Friday, December 30, 2011

Reasons to Bond Over

When you and another person bond over something that you both love, it doesn't really matter why you love it. You can have fun riding bikes or making crafts or watching a marathon of your favorite TV show because your bond is about doing the activity together. When you and another person bond over something you both hate - a required class or the way people with glasses are portrayed in the media - it becomes more important that you agree on why you hate this thing. It may be your reasons that you actually bond over.

Suppose that Ashley has a very hard time tying her shoelaces. (And let's assume that she can't just practice and learn how to tie her shoes). As a result, Ashley hates gym class because it's really embarrassing to not be able to tie her sneakers. Now, many people would say that Ashley isn't alone because a lot of kids hate gym class.  But the truth is, someone in Ashley's position would not necessarily bond with kids who hate gym class for other reasons.

A lot of kids hate gym class because they don't like sports. Ashley may be really good at sports and love to try out for a team if only they didn't require her to wear sneakers. Some kids hate gym class because other kids bully them or pick them last. But it's possible that all the kids, even the ones who are teased, pick on Ashley about her shoelaces. It is also possible that Ashley picks on kids who are not athletic. The kids who don't like gym may be popular and think they're too cool to participate, or athletes could rule the school and the kids who don't like gym may be unpopular, and we don't know which group Ashley fits into.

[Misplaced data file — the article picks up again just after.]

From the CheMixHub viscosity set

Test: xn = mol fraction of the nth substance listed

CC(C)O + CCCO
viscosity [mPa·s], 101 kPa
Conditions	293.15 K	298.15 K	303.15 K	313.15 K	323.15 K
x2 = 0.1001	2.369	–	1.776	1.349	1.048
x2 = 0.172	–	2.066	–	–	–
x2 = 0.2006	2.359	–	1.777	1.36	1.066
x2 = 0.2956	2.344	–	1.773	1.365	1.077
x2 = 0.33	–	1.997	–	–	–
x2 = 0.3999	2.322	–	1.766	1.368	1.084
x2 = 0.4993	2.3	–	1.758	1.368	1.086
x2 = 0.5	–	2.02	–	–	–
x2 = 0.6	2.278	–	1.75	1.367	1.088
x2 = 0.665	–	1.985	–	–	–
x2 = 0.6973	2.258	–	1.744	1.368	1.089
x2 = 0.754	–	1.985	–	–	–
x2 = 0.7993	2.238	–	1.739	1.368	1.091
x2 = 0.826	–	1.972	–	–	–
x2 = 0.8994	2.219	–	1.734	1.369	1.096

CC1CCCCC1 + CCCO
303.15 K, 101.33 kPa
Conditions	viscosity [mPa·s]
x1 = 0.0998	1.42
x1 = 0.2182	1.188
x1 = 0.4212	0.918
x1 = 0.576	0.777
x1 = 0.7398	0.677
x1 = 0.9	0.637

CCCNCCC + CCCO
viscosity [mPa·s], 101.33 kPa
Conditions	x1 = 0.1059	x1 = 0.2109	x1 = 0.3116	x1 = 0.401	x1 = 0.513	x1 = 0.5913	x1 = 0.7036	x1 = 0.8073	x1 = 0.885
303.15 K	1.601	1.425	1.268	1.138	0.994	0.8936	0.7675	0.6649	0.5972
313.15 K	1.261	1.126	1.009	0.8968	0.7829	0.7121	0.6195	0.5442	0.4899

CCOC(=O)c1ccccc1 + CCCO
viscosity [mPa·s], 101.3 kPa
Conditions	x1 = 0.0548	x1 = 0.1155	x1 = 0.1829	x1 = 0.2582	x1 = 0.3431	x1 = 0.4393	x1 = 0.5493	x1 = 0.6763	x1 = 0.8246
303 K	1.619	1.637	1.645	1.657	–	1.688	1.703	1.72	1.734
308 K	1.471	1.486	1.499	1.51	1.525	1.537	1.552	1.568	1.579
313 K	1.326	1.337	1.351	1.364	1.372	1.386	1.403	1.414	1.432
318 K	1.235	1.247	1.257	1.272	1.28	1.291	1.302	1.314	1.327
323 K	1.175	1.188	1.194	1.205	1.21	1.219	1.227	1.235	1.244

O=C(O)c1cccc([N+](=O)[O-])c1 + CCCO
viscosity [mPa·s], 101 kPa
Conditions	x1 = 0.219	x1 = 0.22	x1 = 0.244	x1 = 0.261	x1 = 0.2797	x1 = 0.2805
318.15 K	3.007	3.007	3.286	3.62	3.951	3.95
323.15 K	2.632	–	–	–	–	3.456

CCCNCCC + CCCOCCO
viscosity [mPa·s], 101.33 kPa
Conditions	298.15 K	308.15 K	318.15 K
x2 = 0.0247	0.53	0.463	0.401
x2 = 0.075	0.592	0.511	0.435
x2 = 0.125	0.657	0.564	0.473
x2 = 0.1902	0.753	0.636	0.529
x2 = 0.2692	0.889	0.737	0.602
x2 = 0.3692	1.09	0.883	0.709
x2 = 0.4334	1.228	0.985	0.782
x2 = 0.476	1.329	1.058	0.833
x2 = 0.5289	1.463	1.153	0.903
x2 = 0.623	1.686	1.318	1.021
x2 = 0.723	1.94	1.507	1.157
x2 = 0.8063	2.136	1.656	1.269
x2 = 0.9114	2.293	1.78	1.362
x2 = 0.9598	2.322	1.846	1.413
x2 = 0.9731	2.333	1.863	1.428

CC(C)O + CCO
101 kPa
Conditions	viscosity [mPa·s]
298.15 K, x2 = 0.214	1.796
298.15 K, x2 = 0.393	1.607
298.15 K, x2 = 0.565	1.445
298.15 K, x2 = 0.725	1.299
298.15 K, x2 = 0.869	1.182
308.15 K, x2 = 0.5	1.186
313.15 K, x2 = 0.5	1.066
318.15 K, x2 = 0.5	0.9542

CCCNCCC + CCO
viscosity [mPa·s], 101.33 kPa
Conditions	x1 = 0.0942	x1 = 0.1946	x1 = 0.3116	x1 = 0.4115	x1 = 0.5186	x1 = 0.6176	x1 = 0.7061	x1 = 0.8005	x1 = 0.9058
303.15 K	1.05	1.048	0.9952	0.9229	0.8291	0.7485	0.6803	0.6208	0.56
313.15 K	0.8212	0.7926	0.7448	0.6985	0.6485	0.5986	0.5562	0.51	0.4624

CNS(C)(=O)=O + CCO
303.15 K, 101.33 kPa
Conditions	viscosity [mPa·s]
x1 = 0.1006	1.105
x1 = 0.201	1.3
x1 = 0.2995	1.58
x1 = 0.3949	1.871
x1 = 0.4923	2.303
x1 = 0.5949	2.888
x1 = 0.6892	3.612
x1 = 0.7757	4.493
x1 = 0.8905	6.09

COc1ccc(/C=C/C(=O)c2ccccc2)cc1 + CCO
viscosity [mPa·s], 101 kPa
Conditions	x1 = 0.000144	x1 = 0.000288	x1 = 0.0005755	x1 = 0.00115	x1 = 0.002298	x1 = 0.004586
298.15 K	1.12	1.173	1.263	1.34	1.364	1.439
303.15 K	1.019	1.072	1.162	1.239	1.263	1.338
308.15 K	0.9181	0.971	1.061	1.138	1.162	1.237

If Ashley is athletic, she won't bond over hating sports.
If Ashley is not arrogant, she won't bond over being "above" gym class.
If Ashley is popular outside of gym class, she won't bond over feeling like an outcast.
And if Ashley is the only one who has this particular problem, she won't bond with people who bully or criticize her for it.

This is just something to keep in mind, before you tell someone that they are not alone because there are other people who feel the same way. If everyone loves a particular type of lemonade, and you hate it because it's not sweet enough, your first thought might be to bond with other people who hate it also. But what happens when you learn that the other people who don't like it think that it's too sweet, that they're petitioning to make it even less sweet than it is now?  Would you still be able to bond with them, or would you actually have more in common with people who like the lemonade the way it is? When it comes to disliking things, it's our reasoning that really matters.

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